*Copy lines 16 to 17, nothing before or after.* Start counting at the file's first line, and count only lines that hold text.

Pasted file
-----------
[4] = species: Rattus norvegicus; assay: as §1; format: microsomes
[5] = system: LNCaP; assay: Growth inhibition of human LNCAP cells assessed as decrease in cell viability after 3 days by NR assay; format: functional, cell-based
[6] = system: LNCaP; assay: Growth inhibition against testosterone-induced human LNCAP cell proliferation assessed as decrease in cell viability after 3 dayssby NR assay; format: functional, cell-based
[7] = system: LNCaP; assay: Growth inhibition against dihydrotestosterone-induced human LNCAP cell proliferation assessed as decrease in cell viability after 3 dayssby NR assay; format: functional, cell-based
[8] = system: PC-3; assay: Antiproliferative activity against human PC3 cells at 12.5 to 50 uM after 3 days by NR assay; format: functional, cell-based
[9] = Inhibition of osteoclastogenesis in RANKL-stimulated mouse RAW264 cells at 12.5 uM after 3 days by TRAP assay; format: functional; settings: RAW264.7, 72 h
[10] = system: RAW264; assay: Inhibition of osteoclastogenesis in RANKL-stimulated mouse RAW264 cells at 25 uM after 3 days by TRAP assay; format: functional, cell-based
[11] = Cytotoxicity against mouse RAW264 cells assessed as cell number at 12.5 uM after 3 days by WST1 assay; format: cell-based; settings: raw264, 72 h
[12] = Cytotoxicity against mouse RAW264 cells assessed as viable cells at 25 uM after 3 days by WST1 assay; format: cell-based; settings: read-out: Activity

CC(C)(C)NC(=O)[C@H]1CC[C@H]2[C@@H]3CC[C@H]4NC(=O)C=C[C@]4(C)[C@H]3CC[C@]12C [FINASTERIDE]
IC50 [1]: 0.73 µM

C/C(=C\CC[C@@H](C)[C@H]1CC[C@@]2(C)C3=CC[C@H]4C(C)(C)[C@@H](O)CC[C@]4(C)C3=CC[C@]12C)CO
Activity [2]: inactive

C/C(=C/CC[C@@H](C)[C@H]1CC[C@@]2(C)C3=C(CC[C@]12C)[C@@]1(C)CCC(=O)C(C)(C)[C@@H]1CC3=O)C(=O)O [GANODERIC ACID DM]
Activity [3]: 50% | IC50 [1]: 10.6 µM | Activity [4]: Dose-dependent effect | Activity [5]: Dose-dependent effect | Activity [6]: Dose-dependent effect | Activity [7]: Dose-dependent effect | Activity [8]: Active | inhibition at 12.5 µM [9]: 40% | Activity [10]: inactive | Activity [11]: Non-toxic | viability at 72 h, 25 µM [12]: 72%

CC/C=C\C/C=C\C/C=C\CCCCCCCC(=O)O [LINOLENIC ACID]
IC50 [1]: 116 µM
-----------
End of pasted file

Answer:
CC/C=C\C/C=C\C/C=C\CCCCCCCC(=O)O [LINOLENIC ACID]
IC50 [1]: 116 µM